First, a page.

Tom’s Rating: 7⁄10 – Lucy’s Rating: “Not for me, I need to revise.”
Charting the latter years of two of the greatest comedians ever to grace the big screen, Stan & Ollie is a polished and surprisingly emotional film. Touring across sub-par venues in Britain, Steve Coogan (Stan) and John C. Reilly (Ollie) must deal with old wounds, the reality of their advancing age, and changing tastes in cinema.
To get some minor gripes out the way first, the film’s aesthetic was too cutesy in places. In one scene, where Stan and Ollie arrive at their first hotel, the set design reminded me a lot of The Shape of Water - almost steampunk in its deep blue gloom and dirty orange lighting. It was moody, for sure, but jarred with the more frank handling of Stan and Ollie’s declining fortunes. The design was too pop-py and rose-tinted for my liking.
And, early on in the film, set in the late 1930s, the camera cuts to an American cinema audience that is desegregated. A tiny detail (this film is not about race after all), but one that brushes over what American cultural experiences were really like back then. I did some quick googling about American cinema and race, and it seems highly unlikely that a cinema would be desegregated at that time. It’s a historical gripe, but it just tinged my viewing slightly.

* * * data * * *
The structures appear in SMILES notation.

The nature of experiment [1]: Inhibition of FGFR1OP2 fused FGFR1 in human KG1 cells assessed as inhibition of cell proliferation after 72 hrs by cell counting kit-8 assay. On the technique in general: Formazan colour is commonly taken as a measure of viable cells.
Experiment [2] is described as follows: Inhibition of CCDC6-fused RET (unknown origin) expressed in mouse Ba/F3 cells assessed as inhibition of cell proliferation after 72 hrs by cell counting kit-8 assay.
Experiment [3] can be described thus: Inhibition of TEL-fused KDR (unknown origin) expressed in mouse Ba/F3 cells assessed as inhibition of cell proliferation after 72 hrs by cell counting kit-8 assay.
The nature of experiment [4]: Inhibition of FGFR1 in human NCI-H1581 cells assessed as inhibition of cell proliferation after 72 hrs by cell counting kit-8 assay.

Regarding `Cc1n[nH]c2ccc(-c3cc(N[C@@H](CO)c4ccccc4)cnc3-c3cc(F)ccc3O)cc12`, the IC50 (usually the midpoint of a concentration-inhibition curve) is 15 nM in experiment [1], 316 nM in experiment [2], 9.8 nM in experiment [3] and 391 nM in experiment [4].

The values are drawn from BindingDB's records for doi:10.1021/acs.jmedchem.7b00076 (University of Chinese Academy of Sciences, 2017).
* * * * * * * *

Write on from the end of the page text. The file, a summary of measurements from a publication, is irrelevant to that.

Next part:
For a biographical film, and one that explores the fickle nature of Hollywood especially, the filtered aesthetic and cutesy-bordering-on-ignorant portrayal of race made the film feel a little like a dishonest fairy-tale.
Minor gripes aside, the film did great justice to the ingenuity and pathbreaking brilliance of the pair’s routines. My dad is a massive Laurel and Hardy fan, and so I’ve absorbed a lot by osmosis (even if slapstick is not really my thing). For their time, Laurel and Hardy were path-breakers and the script does justice to that fact - especially to Stan Laurel’s quick wit and work ethic.
Coogan and Reilly, while an unlikely pairing, work very well together on-screen and the juxtaposition between the two actors matches nicely that of Stan and Ollie themselves. When you compare their acting to the archive footage of the real Laurel and Hardy in the credits, you see just how well Coogan and Reilly were able to recreate their iconic routines.
The story ultimately crescendos to one big argument amidst the declining health of Ollie, and resolves in a series of heart-wrenching moments between the two ageing actors. The ending was surprisingly emotional and bittersweet, and nicely ties in nicely some biographical details about the duo’s final years.
In all honesty, the film was better than I expected, but it was far from perfect. Coogan and Reilly deserve recognition for some superb acting in an emotionally-satisfying story, even when the aesthetic and design miss the mark (for me, at least).